Rewind: Sonic Youth’s Goo

Rewind: Sonic Youth’s Goo

With TIDAL Rewind, we blow the dust off an old album that’s begging to be heard again. Here, we look back at Sonic Youth’s iconic sixth album, Goo, which turned 25 last week. 

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What is Goo?

Released on June 26, 1990, Goo is the sixth studio album by American alternative punk and noise pioneers, Sonic Youth. This experimental milestone, recorded over a short period in early 1990, was the band’s first release on a major record label (DGC). The album was recorded at Sorcerer Sound Recording Studios and Greene St. Recording.

Even though, Goo is a major label release, it stands today as a symbol of aversion towards mainstream musical values and attitudes. With a wide mix of spoken word, feedback and idiosyncratic chord progressions, Goo is dripping with slacker attitude and pop cultural references to Karen Carpenter, UFOs and dating Jesus’ mom.  It’s a timeless Sonic Youth classic, and one many consider the their most approachable.

What does it sound like?

Even 25 years after it’s release, Goo still sounds fresh, compelling and explorative. The album spread with cool melodic riffs (“Kool Thing”), floating atmospheres (“Tunic”), straight punk rock (“Mary-Christ”) and a variety of simple and complex song structures.

Combining three different lead vocalists (Kim Gordon, Thurston Moore and Lee Ranaldo) with the band’s use of cheap guitars, weird tunings and a strong will to approach music with open-minded creativity and unlimited curiosity, the sound of Sonic Youth is very distinct from any other bands.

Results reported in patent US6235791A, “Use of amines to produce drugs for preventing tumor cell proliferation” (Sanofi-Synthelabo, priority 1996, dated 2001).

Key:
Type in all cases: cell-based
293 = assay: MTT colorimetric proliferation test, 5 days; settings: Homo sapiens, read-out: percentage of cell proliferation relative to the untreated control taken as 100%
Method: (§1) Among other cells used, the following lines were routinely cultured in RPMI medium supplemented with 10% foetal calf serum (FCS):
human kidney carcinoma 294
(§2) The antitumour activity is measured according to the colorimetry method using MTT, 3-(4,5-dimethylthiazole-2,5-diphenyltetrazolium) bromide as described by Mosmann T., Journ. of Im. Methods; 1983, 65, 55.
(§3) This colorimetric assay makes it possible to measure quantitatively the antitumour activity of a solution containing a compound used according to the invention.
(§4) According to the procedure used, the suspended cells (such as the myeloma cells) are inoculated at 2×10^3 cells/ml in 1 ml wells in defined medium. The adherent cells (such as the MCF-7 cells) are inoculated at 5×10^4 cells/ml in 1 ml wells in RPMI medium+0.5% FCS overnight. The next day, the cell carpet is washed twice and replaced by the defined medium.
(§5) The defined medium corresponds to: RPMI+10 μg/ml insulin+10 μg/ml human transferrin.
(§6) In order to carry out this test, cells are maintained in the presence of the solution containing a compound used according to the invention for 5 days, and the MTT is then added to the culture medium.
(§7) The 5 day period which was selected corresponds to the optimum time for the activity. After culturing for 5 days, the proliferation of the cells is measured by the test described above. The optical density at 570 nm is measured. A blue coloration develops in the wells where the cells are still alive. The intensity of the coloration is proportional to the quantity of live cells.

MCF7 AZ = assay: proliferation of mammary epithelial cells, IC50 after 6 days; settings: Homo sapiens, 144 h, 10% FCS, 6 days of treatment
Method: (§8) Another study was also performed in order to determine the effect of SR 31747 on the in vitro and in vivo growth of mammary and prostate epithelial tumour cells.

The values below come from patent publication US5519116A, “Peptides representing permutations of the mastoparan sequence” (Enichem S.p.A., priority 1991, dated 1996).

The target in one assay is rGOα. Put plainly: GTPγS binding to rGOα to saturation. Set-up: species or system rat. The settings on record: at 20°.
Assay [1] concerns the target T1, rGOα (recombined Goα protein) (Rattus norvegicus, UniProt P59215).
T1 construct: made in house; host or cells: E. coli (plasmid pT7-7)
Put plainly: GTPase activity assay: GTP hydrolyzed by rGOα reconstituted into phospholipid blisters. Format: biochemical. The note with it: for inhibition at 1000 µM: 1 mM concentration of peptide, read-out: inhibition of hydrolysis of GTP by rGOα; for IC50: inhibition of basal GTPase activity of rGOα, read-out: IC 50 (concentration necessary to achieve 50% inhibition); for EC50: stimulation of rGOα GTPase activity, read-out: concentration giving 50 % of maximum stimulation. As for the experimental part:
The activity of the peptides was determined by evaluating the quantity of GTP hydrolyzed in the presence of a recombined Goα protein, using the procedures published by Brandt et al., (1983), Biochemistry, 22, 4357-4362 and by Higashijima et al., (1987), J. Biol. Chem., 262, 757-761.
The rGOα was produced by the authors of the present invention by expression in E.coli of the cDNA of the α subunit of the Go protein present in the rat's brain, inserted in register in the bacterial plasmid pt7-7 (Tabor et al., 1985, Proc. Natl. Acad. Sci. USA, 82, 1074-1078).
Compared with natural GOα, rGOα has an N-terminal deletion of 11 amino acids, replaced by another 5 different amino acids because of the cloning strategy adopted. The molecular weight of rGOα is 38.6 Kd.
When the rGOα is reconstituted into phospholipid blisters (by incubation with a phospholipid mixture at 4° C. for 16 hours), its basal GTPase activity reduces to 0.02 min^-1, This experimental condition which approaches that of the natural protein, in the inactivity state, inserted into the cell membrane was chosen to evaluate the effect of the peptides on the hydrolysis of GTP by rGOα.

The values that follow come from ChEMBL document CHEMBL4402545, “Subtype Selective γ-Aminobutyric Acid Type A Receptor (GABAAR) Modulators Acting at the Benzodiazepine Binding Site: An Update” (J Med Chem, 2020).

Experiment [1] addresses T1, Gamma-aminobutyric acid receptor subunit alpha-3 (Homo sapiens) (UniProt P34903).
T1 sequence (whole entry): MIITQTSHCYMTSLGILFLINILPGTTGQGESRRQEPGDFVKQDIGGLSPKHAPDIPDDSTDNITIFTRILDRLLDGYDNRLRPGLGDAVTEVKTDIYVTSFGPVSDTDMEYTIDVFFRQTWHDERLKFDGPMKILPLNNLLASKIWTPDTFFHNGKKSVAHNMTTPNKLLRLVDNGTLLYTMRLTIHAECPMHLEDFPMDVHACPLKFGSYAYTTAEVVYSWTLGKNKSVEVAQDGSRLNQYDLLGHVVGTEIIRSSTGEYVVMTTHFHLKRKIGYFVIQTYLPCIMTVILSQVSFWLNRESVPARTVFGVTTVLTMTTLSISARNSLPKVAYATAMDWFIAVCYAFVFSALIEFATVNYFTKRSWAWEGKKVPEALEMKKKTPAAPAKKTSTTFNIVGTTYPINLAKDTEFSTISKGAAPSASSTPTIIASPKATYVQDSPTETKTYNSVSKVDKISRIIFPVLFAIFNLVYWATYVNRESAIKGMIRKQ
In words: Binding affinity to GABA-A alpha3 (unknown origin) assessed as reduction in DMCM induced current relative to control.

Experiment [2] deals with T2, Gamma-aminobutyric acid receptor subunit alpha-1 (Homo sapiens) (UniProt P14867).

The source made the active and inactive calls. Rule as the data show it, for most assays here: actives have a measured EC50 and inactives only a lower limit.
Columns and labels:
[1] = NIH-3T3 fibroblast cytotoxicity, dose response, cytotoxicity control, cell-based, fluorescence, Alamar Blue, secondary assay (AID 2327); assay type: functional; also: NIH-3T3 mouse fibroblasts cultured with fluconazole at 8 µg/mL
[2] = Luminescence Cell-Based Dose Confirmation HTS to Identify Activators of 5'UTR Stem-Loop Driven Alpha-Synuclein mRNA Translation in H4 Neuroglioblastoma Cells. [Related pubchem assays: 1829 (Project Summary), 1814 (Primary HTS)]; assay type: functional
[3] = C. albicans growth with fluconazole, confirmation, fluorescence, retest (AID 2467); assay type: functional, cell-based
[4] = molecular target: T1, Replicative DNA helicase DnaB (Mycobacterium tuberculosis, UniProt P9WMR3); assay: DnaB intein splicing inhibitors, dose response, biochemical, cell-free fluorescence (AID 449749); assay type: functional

Goo is one of the band’s most straight forward albums when it comes to melodies and song structures, but it still expresses a cacophonous unity of punk rock, art, experimental noise rock and much more.

Why should I care?

Simply put, Goo is a touchstone album and a progressive masterpiece of the alternative music canon. The album is an crucial piece of the puzzle to understand how and why other alternative artists (like Nirvana) were able to bring the underground to the mainstream and challenge the dominant music industry hegemony.

And from a more sonic perspective, Goo is a flawless illustration of how to control chaotic sounds and capture uncapturable noises and turn them into iconic melodies and everlasting songs.

Where do I hear more?

Sonic Youth’s eleventh studio album, NYC Ghosts & Flowers (2000), is a stylistic departure for the band, after many of the band’s irreplaceable guitars and modified effects pedals were stolen during a tour in 1999. The band later acknowledged that the stolen gear was an unpleasant blessing, because it forced the them to start over and create music with a new set of tools. The result was one of the band’s most exiting and urban albums.

Two years later Sonic Youth released Murray Street, which is a very melodic and muted album compared to much of the band’s early releases. Opening track “The Empty Page” is highly illustrative in setting the mood for the entire album.

On October 14, 2011, Kim Gordon and Thurston Moore announced that they had separated after 27 years of marriage, bringing to a halt a 20-plus year run for Sonic Youth. Though neither have said will never music again, we think it’s wise to not hold our breath, instead enjoying Goo and all the other great albums in the Sonic Youth catalog.

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